Marcus Bird

This is one of the best books I have ever read. I don't say that lightly. There are so many layers to this book that work. Firstly, the idea behind accurately conveying a nigh immortal being's state of mind (a being with the memories of countless people) is no easy task, I found myself fully understanding the main character, the God emperor Leto. Frank Herbert explores so much mental territory here, the ramifications of cloning people, sexuality and gender roles as it relates to war and peace, existentialism and self-actualization, etc. What was powerful was the way that his character had troubles coming to grips with an inability to do physical love, but the writing gave you that hunger in his mind, the desire he wanted more. Also, the unpredictable nature of his "worm" body created a slowly escalating fear in me as the reader as time passed. Page after page I waited for him to snap. It was riveting. Highly recommended read.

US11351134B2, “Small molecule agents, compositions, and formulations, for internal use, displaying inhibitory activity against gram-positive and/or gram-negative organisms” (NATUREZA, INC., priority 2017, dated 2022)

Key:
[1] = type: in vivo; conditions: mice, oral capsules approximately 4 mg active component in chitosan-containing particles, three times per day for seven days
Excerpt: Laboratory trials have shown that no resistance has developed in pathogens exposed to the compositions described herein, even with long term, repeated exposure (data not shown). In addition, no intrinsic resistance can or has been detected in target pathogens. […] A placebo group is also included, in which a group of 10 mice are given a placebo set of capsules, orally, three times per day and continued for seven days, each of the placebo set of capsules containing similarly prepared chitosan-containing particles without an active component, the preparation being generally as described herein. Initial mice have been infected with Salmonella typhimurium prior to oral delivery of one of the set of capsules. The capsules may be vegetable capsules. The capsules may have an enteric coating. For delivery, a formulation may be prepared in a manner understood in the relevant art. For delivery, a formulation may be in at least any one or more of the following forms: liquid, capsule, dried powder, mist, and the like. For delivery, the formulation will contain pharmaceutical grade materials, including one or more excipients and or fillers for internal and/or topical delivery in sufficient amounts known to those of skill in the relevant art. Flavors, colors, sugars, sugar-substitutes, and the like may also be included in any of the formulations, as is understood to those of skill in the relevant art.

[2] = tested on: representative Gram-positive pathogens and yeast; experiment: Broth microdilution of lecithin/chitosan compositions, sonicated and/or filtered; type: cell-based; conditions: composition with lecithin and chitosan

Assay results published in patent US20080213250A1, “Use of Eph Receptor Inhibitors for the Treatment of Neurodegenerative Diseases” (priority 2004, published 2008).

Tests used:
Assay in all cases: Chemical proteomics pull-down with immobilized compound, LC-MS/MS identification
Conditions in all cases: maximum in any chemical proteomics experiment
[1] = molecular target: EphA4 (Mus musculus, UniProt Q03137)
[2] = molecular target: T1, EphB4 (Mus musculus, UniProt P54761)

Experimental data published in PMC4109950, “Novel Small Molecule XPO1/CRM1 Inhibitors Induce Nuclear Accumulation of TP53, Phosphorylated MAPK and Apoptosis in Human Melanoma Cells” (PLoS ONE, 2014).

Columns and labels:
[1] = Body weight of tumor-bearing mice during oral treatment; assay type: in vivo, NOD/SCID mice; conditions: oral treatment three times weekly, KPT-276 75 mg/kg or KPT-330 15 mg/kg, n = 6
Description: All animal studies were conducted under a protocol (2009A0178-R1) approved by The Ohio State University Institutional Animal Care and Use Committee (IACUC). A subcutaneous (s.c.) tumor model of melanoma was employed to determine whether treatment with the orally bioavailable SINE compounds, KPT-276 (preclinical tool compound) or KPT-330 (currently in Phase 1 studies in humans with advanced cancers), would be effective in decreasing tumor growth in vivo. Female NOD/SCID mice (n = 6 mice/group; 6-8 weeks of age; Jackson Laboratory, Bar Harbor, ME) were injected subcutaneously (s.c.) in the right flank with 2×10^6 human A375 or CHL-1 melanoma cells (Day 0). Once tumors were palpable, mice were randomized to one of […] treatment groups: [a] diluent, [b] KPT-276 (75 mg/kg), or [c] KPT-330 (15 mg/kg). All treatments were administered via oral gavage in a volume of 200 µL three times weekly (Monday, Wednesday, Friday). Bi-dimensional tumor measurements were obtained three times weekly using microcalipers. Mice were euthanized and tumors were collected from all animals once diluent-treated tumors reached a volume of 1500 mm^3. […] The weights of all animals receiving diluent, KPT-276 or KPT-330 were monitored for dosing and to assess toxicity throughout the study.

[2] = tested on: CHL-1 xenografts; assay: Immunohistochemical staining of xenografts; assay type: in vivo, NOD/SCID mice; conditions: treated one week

It's not until the end of this book that you begin to understand Herbert's grand plan for his series. DUNE is really about shaking man out of an evolutionary cul-de-sac, showing a frustrated civil(?) society that despite its technological and social superiority is stagnating. The inventions of the Bene Gesseritt, the Guild, the Mentats, all of these are bulwarks against the decline of man that are failing. And the only one to understand this is Leto II, God Emperor of the Known Universe. In his transformed state, he rules a bizarrely changed Dune, and through more political intrigue and the continued centuries-long resurrection of Duncan Idaho clones, we learn that Leto has seen this decline of man coming and his twisted machinations are an attempt to prepare the human race to evolve beyond this end. Fucking BRILLIANT stuff here, even if it's not fully borne out until the next novel. But wow. They don't make 'em like they used to.

Simon Mcleish